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Originally published April 4 2015

This Chinese herbal medicine could be the cure for Ebola, scientists discover

by Jonathan Benson, staff writer

(NaturalNews) In the search for a safe and effective treatment for the Ebola virus, researchers from Texas have discovered a novel compound found in a natural Chinese herb that they say works better than any experimental pharmaceutical or vaccine at blocking the virus from interacting with cells, thus preventing it from taking hold and infecting the body.

Dr. Robert Davey, a scientist from the Department of Immunology and Virology at the Texas Biomedical Research Institute, and his colleagues say that tetrandrine, which is derived from the Stephania tetrandra plant, also known as the stephania root or han fang ji, blocks a key pathway through which the Ebola virus would otherwise make its way into various cell compartments.

Recognizing that a critical first step to stopping Ebola infection is to prevent the virus from entering or interacting with cellular factors, Dr. Davey and his team decided to take a closer look at various substances that might accomplish this. From previous research, the scientists found that calcium signaling in cells controls many of the processes in the cell that enable Ebola infection.

Through their latest research, which was published in the peer-reviewed journal Science, Dr. Davey and his teamed identified two-pore channels, or TPCs, that are the key calcium sensor involved in Ebola virus infection. In order for the virus to gain a hold inside the body, these TPCs have to be turned on, which implies that infection can be avoided through keeping these TPCs in the off position.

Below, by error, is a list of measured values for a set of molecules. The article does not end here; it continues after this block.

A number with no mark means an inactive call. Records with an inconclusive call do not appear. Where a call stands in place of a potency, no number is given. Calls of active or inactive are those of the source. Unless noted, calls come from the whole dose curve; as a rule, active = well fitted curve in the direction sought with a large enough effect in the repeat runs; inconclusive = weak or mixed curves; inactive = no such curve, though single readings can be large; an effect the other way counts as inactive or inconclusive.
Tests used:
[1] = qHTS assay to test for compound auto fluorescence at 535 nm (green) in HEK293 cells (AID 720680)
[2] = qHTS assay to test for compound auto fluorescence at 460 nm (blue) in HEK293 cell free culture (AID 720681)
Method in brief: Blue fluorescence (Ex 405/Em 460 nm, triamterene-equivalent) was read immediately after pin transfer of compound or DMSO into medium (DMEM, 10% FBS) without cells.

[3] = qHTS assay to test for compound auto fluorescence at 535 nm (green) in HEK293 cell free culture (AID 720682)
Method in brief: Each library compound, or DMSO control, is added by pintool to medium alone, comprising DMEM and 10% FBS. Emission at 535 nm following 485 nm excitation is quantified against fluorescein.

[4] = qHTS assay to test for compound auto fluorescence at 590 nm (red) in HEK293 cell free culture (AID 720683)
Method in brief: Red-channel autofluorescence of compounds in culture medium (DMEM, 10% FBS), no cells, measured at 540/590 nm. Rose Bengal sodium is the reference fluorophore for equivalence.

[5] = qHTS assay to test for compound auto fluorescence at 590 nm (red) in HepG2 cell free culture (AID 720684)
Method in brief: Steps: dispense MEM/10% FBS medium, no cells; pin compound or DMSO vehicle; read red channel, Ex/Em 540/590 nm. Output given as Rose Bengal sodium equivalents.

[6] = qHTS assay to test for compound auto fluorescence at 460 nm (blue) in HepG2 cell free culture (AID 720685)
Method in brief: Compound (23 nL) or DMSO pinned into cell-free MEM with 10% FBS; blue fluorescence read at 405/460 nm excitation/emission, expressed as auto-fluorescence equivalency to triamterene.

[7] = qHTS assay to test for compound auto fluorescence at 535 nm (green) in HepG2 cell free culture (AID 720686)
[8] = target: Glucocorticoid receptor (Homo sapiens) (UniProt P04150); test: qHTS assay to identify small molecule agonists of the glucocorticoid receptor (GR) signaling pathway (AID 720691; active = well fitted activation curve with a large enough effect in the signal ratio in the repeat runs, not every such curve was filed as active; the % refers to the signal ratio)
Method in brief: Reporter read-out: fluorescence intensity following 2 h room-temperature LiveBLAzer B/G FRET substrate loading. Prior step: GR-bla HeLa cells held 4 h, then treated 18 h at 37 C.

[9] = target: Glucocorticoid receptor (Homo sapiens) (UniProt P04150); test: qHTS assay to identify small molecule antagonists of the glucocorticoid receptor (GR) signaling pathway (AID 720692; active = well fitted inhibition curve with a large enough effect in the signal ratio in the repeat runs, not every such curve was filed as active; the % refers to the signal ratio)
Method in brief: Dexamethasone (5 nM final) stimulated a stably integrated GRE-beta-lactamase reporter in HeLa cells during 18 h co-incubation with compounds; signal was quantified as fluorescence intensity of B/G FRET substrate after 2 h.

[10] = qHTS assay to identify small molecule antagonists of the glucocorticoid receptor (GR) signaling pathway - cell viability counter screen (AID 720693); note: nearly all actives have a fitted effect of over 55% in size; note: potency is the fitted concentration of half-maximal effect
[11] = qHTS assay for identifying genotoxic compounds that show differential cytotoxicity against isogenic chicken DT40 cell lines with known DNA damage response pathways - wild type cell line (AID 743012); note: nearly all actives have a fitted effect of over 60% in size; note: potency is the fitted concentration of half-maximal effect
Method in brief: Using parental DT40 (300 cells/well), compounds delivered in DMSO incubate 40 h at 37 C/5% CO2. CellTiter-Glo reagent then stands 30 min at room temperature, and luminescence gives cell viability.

After looking at various drugs and other substances that turn this key calcium sensor either on or off, the team determined that tetrandrine worked best at keeping TPCs in the off position, effectively preventing Ebola virus from moving any further through the cell. And best of all is the fact that tetrandrine doesn't appear to cause any harmful side effects.

"When we tested in mice, the drugs stopped virus replication and saved most of them from disease," explained Davey about the findings. "We are very excited about the progress made in this study and the momentum it provides as scientists across the world vigorously search for effective vaccines and treatments against Ebola virus."

Tetrandrine doesn't appear to negatively alter other vital cell communication processes

Amazingly, tetrandrine demonstrated an ability to stop the Ebola virus before it even had a chance to interact with certain cellular factors. This means that the virus becomes incapable of binding to cell surface proteins, which would otherwise act as the transport mechanisms for Ebola to gain entry into various cell compartments.

And like many other natural remedies, the function of tetrandrine in acting as a type of firewall against Ebola infection appears to be unique to this particular virus. By taking tetrandrine, in other words, it does not appear that other necessary substances will be blocked from being transported into the cells, which would probably be the case with isolated Ebola pharmaceuticals.

"Tetrandrine, the most potent small molecule that we tested, inhibited infection of human macrophages, the primary target of Ebola virus in vivo, and also showed therapeutic efficacy in mice," wrote the authors in the study's abstract.

"The next step in the process is to test both safety and effectiveness of the interaction of the drug with Ebola virus in non-human primates," added Dr. Davey.

A free abstract of the study is available here:

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